Two years after the show 13 Reasons Why premiered, Netflix has edited the controversial suicide scene from season 1. The news comes following numerous studies linking the show to a spike in teen suicides.
You can read Netflix’s statement regarding the censorship below.
The scene airs in the finale of season 1, depicting a very graphic scene of actress Katherine Langford that caused controversy following its premiere.
The episode received quite a bit of backlash with many activists and health care professionals worried it would contribute to copycat suicides.
“It was our hope, in making ’13 Reasons Why’ into a television show, to tell a story that would help young viewers feel seen and heard, and encourage empathy in all who viewed it, much as the bestselling book did before us,” showrunner Brian Yorkey says in a statement.
“Our creative intent in portraying the ugly, painful reality of suicide in such graphic detail in season one was to tell the truth about the horror of such an act, and make sure no one would ever wish to emulate it. But as we ready to launch season three, we have heard concerns about the scene from Dr. Christine Moutier at the American Foundation for Suicide Prevention and others, and have agreed with Netflix to re-edit it. No one scene is more important than the life of the show, and its message that we must take better care of each other. We believe this edit will help the show do the most good for the most people while mitigating any risk for especially vulnerable young viewers.”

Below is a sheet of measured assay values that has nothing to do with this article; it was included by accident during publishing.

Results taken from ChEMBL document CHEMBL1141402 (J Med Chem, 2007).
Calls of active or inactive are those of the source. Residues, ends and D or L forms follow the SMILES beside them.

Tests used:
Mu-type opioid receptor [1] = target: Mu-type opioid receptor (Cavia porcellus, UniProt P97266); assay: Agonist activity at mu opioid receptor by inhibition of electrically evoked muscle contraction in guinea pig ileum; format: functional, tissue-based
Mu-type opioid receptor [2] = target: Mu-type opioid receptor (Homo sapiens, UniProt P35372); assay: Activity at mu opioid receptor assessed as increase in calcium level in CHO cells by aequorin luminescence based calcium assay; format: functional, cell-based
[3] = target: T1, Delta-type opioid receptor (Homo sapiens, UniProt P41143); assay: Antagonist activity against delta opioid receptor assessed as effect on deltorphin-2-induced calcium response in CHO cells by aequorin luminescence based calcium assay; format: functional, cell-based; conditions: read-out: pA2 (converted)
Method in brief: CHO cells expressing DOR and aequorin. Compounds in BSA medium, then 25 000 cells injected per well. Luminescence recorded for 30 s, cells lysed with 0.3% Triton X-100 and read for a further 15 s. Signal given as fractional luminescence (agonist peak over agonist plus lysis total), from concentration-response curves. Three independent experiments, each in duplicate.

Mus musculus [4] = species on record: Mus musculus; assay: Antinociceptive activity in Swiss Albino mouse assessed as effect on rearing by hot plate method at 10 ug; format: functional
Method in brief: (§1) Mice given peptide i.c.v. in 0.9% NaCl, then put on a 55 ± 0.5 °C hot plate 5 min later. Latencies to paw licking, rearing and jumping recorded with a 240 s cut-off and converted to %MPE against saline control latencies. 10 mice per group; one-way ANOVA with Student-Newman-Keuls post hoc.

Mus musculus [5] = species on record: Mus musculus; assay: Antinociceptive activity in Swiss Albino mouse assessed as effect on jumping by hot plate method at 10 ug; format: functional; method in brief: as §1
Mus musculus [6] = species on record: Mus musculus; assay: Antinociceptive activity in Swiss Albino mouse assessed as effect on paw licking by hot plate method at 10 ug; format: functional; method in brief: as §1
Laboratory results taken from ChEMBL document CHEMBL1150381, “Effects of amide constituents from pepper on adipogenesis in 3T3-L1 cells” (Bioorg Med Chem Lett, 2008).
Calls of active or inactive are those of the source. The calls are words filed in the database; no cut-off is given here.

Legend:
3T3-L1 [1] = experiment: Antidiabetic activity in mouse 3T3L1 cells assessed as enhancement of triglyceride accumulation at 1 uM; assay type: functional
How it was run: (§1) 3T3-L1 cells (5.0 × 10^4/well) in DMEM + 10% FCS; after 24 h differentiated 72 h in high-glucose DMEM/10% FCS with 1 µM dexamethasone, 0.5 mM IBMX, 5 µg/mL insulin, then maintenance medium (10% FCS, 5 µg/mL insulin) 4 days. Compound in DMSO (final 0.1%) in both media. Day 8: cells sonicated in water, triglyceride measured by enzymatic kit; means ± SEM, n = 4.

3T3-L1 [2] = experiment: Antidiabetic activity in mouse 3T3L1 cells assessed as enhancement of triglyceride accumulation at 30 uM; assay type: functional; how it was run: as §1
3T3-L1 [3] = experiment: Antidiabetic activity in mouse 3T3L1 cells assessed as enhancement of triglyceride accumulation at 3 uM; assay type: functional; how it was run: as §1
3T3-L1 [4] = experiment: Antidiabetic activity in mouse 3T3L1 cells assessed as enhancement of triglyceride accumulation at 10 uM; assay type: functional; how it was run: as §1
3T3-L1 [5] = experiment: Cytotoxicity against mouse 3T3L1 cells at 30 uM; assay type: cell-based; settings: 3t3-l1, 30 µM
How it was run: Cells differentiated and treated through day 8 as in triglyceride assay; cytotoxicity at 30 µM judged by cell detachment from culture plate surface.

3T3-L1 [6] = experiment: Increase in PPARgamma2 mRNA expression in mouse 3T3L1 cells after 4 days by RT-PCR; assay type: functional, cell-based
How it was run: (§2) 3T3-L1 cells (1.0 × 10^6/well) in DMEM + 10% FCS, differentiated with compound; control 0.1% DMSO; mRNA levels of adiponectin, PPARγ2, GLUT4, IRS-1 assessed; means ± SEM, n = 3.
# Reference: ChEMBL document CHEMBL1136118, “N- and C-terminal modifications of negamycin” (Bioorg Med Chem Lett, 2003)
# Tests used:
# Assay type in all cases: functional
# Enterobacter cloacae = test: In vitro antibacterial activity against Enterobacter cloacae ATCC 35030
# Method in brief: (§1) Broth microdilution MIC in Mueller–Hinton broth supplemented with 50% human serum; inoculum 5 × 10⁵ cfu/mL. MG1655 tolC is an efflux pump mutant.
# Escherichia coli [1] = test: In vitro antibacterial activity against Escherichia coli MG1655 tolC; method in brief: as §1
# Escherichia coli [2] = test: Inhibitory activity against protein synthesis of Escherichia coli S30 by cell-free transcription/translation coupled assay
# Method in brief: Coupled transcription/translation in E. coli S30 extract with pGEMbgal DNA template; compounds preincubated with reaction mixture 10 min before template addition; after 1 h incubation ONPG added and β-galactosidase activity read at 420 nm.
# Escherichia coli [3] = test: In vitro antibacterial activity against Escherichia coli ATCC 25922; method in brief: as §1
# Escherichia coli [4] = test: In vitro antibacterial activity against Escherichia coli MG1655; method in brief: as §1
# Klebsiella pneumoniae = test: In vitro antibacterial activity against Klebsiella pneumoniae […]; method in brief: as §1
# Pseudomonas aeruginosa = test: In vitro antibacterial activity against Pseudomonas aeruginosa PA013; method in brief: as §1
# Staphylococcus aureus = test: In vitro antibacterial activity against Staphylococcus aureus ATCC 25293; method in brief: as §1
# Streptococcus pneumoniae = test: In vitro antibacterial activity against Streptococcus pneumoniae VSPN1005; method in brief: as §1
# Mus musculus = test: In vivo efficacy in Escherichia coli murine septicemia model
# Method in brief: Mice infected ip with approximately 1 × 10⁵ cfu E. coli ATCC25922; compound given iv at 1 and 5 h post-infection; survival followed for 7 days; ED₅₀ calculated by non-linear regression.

The scene now shows Langford staring at her own reflection in the mirror then cuts to her parents’ reaction later in the scene.
Netflix released a statement Monday regarding the edit.
“We’ve heard from many young people that ’13 Reasons Why’ encouraged them to start conversations about difficult issues like depression and suicide and get help—often for the first time. As we prepare to launch season three later this summer, we’ve been mindful about the ongoing debate around the show. So on the advice of medical experts, including Dr. Christine Moutier, Chief Medical Officer at the American Foundation for Suicide Prevention, we’ve decided with creator Brian Yorkey and the producers to edit the scene in which Hannah takes her own life from season one.”
If you or someone you know is struggling with mental illness, there is help to be found. Please consider these online resources and talk to your regular doctor about your symptoms:
- The National Suicide Prevention Hotline is 1-800-273-8255. You can also reach out to Crisis Text Line by texting GO to 741741.
- MentalHealth.gov – Get Immediate Help
- ImAlive – Online Crisis Network
- International Association For Suicide Prevention – Resources
- The Anxiety And Depression Association Of America
- The National Alliance On Mental Illness
- American Psychiatric Association – Finding Help
- National Institute Of Mental Health
- American Psychological Association – Psychologist locator